When children with a rare disease are diagnosed at birth, they have the greatest opportunity to receive timely, approved treatments or participate in clinical trials that can provide them better quality of life and less pain and suffering. Early diagnosis and intervention affords the children the best chance at living a healthy life and are key objectives of Cure Sanfilippo Foundation’s efforts.
Sanfilippo Syndrome (Mucopolysaccharidosis III or MPS III) causes a dementia akin to Alzheimer’s Disease in children. This rare and terminal neurodegenerative disease begins its devastating impact at birth. However, the long path to diagnosis typically takes many years as parents seek answers from a myriad of doctors before an accurate diagnosis is reached.
“Most children with Sanfilippo Syndrome aren’t diagnosed until 5 years of age, a statistic that despite education efforts has not changed in the past 30 years,” said Foundation Chief Science Officer Cara O’Neill, MD, FAAP. “A shift to newborn screening diagnosis will be required to change this and give children a fighting chance.”
Scientists have discovered a way to test for two of the most common types of MPS III using the dried blood spot already collected during routine newborn screening, but need resources to further test this method for widespread use. A New York-based initiative that includes the New York State public health system; eight high birth-rate, ethnically-diverse New York hospitals; the New York State public health laboratory; and New York-based biochemical geneticist Dr. Melissa Wasserstein is launching the largest multi-disorder prospective consented pilot newborn screening program in the United States. Newborns born in these New York hospitals whose parents consent to participate in ScreenPlus will have the most state-of-the-art screening in the country.
New York’s state newborn screening program currently screens for 50 disorders using a blood sample collected by pricking an infant’s heel within 48 hours of birth. ScreenPlus screens consented New York infants for an additional array of disorders using that same dried blood spot taken for the state testing. No additional blood samples or testing of the newborn will occur. There will be no additional charge to the families because of funding from an NIH grant and unique cost-sharing collaboration between academia, several leading pharmaceutical companies, and patient-advocacy organizations, including Cure Sanfilippo Foundation.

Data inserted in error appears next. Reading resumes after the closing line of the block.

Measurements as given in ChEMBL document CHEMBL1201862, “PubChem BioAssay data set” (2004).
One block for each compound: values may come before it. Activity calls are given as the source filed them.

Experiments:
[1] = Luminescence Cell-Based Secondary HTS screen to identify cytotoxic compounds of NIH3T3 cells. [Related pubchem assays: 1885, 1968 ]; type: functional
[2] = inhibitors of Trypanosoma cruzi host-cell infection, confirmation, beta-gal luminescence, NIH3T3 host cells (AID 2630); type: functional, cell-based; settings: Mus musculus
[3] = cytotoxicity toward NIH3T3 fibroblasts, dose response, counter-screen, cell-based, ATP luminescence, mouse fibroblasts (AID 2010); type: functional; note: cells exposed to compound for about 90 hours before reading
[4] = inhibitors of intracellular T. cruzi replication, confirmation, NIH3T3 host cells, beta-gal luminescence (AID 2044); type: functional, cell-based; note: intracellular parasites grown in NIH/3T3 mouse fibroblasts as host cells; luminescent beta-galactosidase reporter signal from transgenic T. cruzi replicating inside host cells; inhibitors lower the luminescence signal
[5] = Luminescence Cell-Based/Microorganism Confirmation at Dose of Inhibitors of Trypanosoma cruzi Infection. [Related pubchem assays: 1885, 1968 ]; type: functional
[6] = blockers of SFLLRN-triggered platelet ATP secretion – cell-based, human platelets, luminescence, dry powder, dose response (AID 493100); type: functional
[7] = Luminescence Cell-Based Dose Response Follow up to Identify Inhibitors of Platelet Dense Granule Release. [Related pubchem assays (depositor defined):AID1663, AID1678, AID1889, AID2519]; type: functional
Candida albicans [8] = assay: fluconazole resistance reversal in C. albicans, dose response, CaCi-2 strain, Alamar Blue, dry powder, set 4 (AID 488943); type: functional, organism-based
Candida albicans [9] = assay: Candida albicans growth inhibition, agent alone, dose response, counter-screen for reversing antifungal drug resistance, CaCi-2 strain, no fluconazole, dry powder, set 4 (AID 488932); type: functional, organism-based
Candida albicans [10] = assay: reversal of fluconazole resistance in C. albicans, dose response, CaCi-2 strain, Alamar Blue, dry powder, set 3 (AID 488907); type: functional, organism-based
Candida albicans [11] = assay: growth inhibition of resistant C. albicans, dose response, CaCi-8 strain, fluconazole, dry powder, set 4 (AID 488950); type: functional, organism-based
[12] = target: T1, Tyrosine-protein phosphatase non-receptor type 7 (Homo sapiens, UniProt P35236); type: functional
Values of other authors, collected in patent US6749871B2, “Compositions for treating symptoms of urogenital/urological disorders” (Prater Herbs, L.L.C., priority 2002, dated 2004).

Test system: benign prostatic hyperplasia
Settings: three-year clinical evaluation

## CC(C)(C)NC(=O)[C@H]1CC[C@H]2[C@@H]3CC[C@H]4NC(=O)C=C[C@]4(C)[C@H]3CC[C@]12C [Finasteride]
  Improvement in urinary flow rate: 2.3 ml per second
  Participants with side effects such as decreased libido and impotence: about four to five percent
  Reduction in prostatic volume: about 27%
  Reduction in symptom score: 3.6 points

ScreenPlus’ screening for all disorders includes multi-tier testing to enhance accuracy and reduce false positives. Any child who tests positive for any of the disorders will be referred to medical experts for immediate exploration of all appropriate treatment or clinical trial options.
Cure Sanfilippo Foundation’s grant support of ScreenPlus, which aims to test more than 175,000 New York babies, will include adding Sanfilippo Syndrome Type A, the most common and aggressive form of the disease, to the list of disorders screened in the pilot study.
Additionally, the Foundations grant support hopes to enable ScreenPlus to increase recruitment of newborns beyond the planned 175,000, so even more families benefit from early screening of the life-limiting disorders.
“This pilot program will provide critical information about whether these screening methods can be added to routine newborn-screening panels nationwide,” said O’Neill. “This pilot could result in all children nationwide being screened for Sanfilippo Syndrome and other life-limiting disorders. Providing families the information needed to immediately seek clinical trial opportunities and therapies, which in most cases is quite literally the only lifeline these children have. The impact of expanded newborn screening cannot be overstated to helping children have the best quality of life possible.”